Sunday, November 7, 2010

DI's knee-jerk anti-ID whine

One of the more common posts over on the Discovery Institute 'website' are those whining about other people not 'explaining' Intelligent Design correctly. It happened yet again with "Correcting Kirk Fithzhugh's Misunderstandings About Intelligent Design".

Why is it that when anyone writes something critical of intelligent design they are pretty much guaranteed to received such a whine. What's interesting is that rarely does the DI responder address the issues raised by the writer, but spend an inordinate amount of time whining about their definition. Now if casey was fair, he would have stopped this particular line:

"It's important to note that Dr. Fitzhugh should have every right hold, publish, and discuss his views that dissent from ID in the public square and within the scientific community."
In all honesty, if he really is free to do this, casey should just slink away. But of course that never happens. The DI has to respond, because they really have nothing else. So here is my point. For years now actual scientists have been asking for the DI to . . . well let me quote Dr. Chancey, Chair of the Religious Studies Department at SMU again:
"They are only asking ID proponents to be transparent in their agenda, accurate about their representations of scholarship, and willing to play by the same rules of peer review and quality control that legitimate scholars and scientists around the world follow every day."
If the Discovery Institute would only support their ideas with actual work, this whole definitional issue would disappear. But no! Since ID proponents keep moving the goal posts, and since they also have both their official definitions -- and personal definitions (as evidenced when Behe identified the designer, unofficially -- and he is not the only one to do so) it is no wonder that people rarely agree with the definition of the moment as published by the DI-mouthpiece-on-call who respond to the many articles critical of ID.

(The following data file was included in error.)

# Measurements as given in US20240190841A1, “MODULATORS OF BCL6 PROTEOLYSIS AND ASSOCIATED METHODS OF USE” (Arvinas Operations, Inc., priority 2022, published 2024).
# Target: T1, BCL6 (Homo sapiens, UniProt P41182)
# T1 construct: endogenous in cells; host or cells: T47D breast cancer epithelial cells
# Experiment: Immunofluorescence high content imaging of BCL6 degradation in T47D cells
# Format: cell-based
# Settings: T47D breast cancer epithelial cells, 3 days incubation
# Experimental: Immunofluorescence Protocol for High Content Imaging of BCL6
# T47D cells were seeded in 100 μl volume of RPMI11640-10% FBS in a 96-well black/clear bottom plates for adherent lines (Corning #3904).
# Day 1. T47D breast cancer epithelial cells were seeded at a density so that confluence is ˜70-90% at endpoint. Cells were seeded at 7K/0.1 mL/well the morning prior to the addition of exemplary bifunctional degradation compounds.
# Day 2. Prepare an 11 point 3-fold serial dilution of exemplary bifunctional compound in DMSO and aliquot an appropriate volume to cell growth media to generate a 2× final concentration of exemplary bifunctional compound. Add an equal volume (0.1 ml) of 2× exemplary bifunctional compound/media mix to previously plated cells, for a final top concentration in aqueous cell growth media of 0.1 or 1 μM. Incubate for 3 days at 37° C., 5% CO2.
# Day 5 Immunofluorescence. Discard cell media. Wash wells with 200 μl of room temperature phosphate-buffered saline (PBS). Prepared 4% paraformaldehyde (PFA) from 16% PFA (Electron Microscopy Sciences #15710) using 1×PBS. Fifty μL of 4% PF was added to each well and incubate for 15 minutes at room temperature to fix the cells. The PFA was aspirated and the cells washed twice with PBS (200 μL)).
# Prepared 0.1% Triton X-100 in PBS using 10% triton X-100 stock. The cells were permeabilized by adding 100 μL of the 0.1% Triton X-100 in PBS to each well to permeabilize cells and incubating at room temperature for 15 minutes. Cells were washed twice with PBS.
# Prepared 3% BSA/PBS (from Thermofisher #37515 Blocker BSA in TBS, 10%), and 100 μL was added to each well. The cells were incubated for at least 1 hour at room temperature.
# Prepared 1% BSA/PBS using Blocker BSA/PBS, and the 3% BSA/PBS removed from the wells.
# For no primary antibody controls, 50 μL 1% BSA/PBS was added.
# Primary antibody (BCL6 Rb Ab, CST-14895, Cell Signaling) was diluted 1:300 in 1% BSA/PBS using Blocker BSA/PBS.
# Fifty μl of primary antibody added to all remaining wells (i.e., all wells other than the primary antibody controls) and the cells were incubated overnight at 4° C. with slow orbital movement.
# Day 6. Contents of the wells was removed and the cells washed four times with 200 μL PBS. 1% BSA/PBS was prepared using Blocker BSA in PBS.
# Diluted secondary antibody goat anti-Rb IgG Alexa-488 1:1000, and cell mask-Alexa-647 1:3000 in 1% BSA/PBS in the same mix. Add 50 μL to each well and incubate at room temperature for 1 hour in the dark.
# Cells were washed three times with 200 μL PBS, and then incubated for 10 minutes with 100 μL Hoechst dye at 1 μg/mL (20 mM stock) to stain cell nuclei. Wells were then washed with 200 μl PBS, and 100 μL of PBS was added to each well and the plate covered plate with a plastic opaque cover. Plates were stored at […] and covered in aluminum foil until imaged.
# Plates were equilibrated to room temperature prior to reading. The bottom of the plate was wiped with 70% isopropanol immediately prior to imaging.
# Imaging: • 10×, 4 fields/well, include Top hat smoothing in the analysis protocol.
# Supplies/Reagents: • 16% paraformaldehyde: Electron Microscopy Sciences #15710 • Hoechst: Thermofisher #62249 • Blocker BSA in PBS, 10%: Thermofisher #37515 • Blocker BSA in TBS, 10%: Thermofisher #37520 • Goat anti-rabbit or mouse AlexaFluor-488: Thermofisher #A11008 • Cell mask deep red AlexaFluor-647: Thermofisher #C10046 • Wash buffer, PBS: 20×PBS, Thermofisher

What is casey's specific whine, he is still playing the 'official' line that ID doesn't address the supernatural. Since when? Certainly not when Behe had to expand the definition of science to include supernatural causation in order to include ID. Not when Johnson wrote the Wedge strategy document. Not during presentations where multiple ID proponents identified the Christian God as the intelligent designer. So little casey's whine is just that, an incessant noise conveying no actual information.

Now the rest of his little post, where his quotes one of his personal heros, Steven C. Meyer. Well early in his post he asks a question
"Would they [criticisms of ID] cut against his own Darwinian viewpoint, if they were applied fairly?"
But then he doesn't bother to assess current science, scientific methodology, not even scientific philosophy. So once again he starts a point that should summarize one of his issues with what was said critiquing ID, and then he heads off in a completely different direction and nit-picks one other comment on the testability of ID. Fine, if that's what he wants to play, let's look at the other part of his whine.
"His criterion for testability is that "When causal conditions of type x occur, effects of type y will occur." ID easily meets this standard. When intelligent agents act, high levels of CSI are generated. "